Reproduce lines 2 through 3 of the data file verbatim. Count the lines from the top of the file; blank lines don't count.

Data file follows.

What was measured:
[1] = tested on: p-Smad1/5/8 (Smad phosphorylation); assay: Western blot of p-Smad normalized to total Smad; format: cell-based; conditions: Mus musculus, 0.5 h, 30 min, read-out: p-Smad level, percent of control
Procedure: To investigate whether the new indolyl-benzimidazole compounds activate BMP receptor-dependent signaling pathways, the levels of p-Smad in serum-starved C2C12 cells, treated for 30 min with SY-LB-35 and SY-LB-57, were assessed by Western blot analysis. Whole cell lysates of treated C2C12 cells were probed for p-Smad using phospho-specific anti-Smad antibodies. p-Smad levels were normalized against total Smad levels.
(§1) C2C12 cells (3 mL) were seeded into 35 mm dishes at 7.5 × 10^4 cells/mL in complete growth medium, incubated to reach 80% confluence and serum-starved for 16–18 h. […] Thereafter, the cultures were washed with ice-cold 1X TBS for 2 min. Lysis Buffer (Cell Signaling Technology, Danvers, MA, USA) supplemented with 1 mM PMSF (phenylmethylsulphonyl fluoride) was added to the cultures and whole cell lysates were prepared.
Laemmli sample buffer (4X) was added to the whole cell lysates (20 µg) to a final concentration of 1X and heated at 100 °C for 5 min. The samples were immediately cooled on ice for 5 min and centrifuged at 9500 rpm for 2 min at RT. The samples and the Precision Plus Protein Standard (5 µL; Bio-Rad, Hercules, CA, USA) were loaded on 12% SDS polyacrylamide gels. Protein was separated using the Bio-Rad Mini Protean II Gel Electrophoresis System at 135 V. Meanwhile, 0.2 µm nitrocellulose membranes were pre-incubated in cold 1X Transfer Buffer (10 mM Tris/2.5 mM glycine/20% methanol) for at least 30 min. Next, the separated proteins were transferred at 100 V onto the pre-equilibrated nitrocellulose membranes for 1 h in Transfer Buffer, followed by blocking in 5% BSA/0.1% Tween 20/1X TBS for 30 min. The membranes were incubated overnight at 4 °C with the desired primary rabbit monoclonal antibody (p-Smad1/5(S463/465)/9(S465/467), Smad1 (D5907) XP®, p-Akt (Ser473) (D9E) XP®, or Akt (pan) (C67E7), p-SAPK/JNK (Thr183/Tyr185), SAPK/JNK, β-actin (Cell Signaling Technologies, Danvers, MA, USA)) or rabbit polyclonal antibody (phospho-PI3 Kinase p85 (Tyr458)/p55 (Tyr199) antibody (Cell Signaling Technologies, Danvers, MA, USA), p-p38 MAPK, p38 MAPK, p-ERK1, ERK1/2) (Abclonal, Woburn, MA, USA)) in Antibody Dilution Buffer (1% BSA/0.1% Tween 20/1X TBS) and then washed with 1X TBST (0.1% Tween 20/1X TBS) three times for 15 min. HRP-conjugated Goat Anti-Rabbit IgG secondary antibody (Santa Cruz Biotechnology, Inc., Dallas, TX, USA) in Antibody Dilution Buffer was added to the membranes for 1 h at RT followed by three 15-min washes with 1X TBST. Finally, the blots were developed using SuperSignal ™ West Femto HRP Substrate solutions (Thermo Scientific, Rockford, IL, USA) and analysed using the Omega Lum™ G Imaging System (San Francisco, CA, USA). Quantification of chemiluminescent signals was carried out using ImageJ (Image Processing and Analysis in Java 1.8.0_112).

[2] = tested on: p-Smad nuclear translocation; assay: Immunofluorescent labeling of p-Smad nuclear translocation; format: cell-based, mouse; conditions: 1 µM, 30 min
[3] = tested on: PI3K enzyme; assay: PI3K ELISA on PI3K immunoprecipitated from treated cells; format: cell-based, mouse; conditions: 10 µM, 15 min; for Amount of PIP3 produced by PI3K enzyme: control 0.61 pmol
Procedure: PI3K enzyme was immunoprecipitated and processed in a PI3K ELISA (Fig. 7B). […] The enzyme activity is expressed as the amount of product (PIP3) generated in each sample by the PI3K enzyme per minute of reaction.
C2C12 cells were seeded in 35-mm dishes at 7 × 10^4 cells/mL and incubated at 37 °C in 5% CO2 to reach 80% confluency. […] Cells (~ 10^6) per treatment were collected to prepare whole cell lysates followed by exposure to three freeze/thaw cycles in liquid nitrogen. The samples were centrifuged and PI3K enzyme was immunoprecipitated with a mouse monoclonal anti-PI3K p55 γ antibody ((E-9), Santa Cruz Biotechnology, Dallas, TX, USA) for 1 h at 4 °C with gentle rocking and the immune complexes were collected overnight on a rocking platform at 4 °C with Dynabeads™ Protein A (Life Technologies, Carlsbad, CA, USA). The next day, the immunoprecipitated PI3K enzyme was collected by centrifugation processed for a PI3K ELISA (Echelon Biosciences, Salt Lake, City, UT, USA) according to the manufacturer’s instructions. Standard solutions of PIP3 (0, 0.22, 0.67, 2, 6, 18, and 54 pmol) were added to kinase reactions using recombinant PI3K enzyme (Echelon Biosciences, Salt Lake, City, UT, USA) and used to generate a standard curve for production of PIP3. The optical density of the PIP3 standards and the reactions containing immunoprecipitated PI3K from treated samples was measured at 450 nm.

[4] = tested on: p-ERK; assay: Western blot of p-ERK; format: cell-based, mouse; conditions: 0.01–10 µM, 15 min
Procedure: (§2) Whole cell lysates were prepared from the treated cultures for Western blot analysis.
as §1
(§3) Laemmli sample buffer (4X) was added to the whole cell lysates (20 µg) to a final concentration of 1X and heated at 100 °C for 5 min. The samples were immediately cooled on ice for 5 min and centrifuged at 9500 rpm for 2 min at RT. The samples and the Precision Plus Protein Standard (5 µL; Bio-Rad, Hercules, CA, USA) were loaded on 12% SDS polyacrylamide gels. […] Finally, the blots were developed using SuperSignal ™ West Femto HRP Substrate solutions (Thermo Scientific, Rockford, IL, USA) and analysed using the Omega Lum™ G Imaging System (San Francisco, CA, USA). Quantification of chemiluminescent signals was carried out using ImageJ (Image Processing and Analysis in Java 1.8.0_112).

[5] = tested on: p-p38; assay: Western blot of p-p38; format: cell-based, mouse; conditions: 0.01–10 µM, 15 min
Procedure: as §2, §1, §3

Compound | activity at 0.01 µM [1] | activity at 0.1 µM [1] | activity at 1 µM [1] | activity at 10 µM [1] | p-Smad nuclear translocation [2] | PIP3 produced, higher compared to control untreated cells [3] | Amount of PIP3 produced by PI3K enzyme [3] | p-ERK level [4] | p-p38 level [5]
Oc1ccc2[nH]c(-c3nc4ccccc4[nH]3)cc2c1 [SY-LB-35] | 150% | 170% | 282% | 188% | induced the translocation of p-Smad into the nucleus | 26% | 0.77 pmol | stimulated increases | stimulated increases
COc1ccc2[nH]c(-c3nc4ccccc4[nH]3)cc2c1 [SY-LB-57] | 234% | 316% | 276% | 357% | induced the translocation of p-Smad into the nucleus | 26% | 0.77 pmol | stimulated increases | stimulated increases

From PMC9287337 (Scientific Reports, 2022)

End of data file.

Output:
[1] = tested on: p-Smad1/5/8 (Smad phosphorylation); assay: Western blot of p-Smad normalized to total Smad; format: cell-based; conditions: Mus musculus, 0.5 h, 30 min, read-out: p-Smad level, percent of control
Procedure: To investigate whether the new indolyl-benzimidazole compounds activate BMP receptor-dependent signaling pathways, the levels of p-Smad in serum-starved C2C12 cells, treated for 30 min with SY-LB-35 and SY-LB-57, were assessed by Western blot analysis. Whole cell lysates of treated C2C12 cells were probed for p-Smad using phospho-specific anti-Smad antibodies. p-Smad levels were normalized against total Smad levels.